Reconstruction of 3D Structures from Protein Contact Maps

  • Marco Vassura
  • Luciano Margara
  • Filippo Medri
  • Pietro di Lena
  • Piero Fariselli
  • Rita Casadio
Part of the Lecture Notes in Computer Science book series (LNCS, volume 4463)


Proteins are large organic compounds made of amino acids arranged in a linear chain (primary structure). Most proteins fold into unique three-dimensional (3D) structures called interchangeably tertiary, folded, or native structures. Discovering the tertiary structure of a protein (Protein Folding Problem) can provide important clues about how the protein performs its function and it is one of the most important problems in Bioinformatics. A contact map of a given protein P is a binary matrix M such that M i,j= 1 iff the physical distance between amino acids i and j in the native structure is less than or equal to a pre-assigned threshold t. The contact map of each protein is a distinctive signature of its folded structure. Predicting the tertiary structure of a protein directly from its primary structure is a very complex and still unsolved problem. An alternative and probably more feasible approach is to predict the contact map of a protein from its primary structure and then to compute the tertiary structure starting from the predicted contact map. This last problem has been recently proven to be NP-Hard [6]. In this paper we give a heuristic method that is able to reconstruct in a few seconds a 3D model that exactly matches the target contact map. We wish to emphasize that our method computes an exact model for the protein independently of the contact map threshold. To our knowledge, our method outperforms all other techniques in the literature [5,10,17,19] both for the quality of the provided solutions and for the running times. Our experimental results are obtained on a non-redundant data set consisting of 1760 proteins which is by far the largest benchmark set used so far. Average running times range from 3 to 15 seconds depending on the contact map threshold and on the size of the protein. Repeated applications of our method (starting from randomly chosen distinct initial solutions) show that the same contact map may admit (depending on the threshold) quite different 3D models. Extensive experimental results show that contact map thresholds ranging from 10 to 18 Ångstrom allow to reconstruct 3D models that are very similar to the proteins native structure. Our Heuristic is freely available for testing on the web at the following url:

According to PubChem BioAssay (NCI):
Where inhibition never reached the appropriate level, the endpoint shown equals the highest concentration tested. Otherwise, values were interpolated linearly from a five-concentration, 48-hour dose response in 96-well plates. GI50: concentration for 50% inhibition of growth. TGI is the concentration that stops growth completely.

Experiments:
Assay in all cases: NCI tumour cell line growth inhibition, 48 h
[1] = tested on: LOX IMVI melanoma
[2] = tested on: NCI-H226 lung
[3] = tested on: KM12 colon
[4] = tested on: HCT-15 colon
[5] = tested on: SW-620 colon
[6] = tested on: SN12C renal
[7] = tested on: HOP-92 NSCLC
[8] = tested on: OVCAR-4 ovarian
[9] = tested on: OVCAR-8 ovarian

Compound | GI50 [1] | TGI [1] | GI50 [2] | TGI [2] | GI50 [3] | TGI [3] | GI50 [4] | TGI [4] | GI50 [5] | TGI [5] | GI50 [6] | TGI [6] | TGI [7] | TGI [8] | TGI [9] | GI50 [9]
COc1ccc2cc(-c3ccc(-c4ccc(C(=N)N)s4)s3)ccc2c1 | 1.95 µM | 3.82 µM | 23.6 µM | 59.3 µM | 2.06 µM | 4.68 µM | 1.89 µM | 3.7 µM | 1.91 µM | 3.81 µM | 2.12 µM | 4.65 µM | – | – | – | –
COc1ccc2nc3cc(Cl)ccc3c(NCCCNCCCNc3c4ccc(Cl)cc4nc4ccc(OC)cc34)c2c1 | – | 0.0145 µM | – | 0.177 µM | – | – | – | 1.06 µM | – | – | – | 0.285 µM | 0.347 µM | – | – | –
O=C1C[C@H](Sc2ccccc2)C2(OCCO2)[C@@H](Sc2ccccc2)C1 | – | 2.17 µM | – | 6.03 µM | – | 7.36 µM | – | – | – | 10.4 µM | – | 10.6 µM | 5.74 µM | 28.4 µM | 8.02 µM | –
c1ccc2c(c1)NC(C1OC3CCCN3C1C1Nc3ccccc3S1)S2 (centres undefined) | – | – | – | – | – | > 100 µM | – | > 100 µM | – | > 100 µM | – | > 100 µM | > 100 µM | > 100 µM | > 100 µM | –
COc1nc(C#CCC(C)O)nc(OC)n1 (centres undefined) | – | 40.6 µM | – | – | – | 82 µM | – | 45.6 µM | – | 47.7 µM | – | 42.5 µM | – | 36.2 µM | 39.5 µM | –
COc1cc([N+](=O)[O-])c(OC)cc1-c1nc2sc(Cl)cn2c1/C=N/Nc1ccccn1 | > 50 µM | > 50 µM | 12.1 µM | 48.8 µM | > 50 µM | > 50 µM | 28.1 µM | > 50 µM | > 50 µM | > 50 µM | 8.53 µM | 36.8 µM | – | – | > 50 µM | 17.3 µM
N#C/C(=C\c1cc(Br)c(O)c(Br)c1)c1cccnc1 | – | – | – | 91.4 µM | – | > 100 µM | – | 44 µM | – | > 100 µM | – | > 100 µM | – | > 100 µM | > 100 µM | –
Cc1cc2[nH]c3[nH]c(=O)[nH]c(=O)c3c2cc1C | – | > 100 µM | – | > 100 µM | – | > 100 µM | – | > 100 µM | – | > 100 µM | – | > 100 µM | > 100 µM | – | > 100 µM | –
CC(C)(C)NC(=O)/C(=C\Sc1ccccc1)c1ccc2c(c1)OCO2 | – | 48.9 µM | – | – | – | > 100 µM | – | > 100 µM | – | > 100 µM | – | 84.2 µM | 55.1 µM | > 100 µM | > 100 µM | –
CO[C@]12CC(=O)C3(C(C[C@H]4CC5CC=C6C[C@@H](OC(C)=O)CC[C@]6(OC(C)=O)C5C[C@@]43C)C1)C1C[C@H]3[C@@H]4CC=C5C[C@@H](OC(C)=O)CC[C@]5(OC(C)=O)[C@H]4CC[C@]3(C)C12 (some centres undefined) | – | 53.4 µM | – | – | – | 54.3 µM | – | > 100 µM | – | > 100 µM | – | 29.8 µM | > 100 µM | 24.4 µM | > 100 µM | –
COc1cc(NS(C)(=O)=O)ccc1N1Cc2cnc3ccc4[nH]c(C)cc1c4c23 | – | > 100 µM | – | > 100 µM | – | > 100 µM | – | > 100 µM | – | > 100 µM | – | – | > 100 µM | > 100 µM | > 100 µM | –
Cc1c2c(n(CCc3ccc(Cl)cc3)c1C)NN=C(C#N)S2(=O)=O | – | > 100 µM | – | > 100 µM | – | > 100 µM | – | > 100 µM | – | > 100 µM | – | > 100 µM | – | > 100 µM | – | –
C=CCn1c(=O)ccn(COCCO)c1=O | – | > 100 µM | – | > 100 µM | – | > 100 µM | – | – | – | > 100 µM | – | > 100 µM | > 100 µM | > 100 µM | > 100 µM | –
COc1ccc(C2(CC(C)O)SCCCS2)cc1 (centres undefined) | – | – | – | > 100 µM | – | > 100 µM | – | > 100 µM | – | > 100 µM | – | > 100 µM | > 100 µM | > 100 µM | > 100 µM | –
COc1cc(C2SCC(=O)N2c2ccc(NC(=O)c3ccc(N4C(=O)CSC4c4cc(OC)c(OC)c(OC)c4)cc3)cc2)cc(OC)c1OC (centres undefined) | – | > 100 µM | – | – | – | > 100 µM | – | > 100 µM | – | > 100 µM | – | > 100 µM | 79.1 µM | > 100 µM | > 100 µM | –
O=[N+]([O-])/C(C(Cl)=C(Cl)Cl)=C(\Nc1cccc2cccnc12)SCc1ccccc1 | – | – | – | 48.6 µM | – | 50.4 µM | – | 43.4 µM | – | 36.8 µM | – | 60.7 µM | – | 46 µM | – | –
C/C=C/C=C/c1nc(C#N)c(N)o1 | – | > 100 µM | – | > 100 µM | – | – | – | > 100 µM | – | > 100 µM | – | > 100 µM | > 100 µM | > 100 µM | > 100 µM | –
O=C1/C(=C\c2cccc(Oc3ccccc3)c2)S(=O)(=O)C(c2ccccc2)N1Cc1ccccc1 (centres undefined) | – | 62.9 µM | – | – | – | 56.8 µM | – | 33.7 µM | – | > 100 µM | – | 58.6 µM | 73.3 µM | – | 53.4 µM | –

Unable to display preview. Download preview PDF.

Unable to display preview. Download preview PDF.


  1. 1.
    Altschul, S.F., et al.: Gapped BLAST and PSI-BLAST: a new generation of protein database search programs. Nucleic Acids Res. 25(17), 3389–3402 (1997)CrossRefGoogle Scholar
  2. 2.
    Andreeva, A., et al.: SCOP database in,: refinements integrate structure and sequence family data. Nucleic Acids Res. 32(Database issue), D226–299 (2004)Google Scholar
  3. 3.
    Bartoli, L., et al.: The pros and cons of predicting protein contact maps.Google Scholar
  4. 4.
    Blumental, L.M.: Theory and applications of distance geometry. Chelsea, New York (1970)Google Scholar
  5. 5.